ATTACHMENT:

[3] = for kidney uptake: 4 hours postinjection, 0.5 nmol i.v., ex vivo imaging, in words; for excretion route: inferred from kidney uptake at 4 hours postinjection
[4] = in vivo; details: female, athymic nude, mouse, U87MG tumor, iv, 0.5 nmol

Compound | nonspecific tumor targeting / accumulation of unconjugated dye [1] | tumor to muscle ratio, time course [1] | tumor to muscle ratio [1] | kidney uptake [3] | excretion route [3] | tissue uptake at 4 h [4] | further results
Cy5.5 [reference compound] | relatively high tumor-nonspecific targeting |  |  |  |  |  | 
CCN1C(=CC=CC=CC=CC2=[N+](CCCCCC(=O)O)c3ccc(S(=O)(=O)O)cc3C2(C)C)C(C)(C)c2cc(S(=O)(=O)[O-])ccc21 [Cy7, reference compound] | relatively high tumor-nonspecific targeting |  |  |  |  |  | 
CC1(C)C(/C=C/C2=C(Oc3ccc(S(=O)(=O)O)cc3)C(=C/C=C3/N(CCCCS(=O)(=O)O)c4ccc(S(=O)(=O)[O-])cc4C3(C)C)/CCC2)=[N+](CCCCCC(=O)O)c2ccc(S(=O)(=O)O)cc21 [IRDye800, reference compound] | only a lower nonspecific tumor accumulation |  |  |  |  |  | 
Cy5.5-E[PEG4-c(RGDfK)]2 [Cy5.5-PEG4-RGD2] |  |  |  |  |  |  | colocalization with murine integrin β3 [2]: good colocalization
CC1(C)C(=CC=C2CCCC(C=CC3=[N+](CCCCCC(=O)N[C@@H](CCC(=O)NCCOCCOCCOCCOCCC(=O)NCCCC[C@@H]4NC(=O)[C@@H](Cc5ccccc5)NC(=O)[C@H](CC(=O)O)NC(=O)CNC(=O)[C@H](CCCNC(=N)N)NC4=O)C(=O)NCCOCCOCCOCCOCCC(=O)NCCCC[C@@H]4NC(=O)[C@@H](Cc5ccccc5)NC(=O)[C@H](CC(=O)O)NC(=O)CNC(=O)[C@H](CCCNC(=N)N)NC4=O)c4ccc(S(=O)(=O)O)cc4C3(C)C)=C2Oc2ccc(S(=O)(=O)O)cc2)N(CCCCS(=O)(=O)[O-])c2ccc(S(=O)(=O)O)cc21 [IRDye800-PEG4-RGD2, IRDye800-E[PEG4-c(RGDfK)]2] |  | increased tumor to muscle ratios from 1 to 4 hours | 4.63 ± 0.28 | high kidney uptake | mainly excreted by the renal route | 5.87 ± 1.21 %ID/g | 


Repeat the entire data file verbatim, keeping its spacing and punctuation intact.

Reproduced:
[3] = for kidney uptake: 4 hours postinjection, 0.5 nmol i.v., ex vivo imaging, in words; for excretion route: inferred from kidney uptake at 4 hours postinjection
[4] = in vivo; details: female, athymic nude, mouse, U87MG tumor, iv, 0.5 nmol

Compound | nonspecific tumor targeting / accumulation of unconjugated dye [1] | tumor to muscle ratio, time course [1] | tumor to muscle ratio [1] | kidney uptake [3] | excretion route [3] | tissue uptake at 4 h [4] | further results
Cy5.5 [reference compound] | relatively high tumor-nonspecific targeting |  |  |  |  |  | 
CCN1C(=CC=CC=CC=CC2=[N+](CCCCCC(=O)O)c3ccc(S(=O)(=O)O)cc3C2(C)C)C(C)(C)c2cc(S(=O)(=O)[O-])ccc21 [Cy7, reference compound] | relatively high tumor-nonspecific targeting |  |  |  |  |  | 
CC1(C)C(/C=C/C2=C(Oc3ccc(S(=O)(=O)O)cc3)C(=C/C=C3/N(CCCCS(=O)(=O)O)c4ccc(S(=O)(=O)[O-])cc4C3(C)C)/CCC2)=[N+](CCCCCC(=O)O)c2ccc(S(=O)(=O)O)cc21 [IRDye800, reference compound] | only a lower nonspecific tumor accumulation |  |  |  |  |  | 
Cy5.5-E[PEG4-c(RGDfK)]2 [Cy5.5-PEG4-RGD2] |  |  |  |  |  |  | colocalization with murine integrin β3 [2]: good colocalization
CC1(C)C(=CC=C2CCCC(C=CC3=[N+](CCCCCC(=O)N[C@@H](CCC(=O)NCCOCCOCCOCCOCCC(=O)NCCCC[C@@H]4NC(=O)[C@@H](Cc5ccccc5)NC(=O)[C@H](CC(=O)O)NC(=O)CNC(=O)[C@H](CCCNC(=N)N)NC4=O)C(=O)NCCOCCOCCOCCOCCC(=O)NCCCC[C@@H]4NC(=O)[C@@H](Cc5ccccc5)NC(=O)[C@H](CC(=O)O)NC(=O)CNC(=O)[C@H](CCCNC(=N)N)NC4=O)c4ccc(S(=O)(=O)O)cc4C3(C)C)=C2Oc2ccc(S(=O)(=O)O)cc2)N(CCCCS(=O)(=O)[O-])c2ccc(S(=O)(=O)O)cc21 [IRDye800-PEG4-RGD2, IRDye800-E[PEG4-c(RGDfK)]2] |  | increased tumor to muscle ratios from 1 to 4 hours | 4.63 ± 0.28 | high kidney uptake | mainly excreted by the renal route | 5.87 ± 1.21 %ID/g | 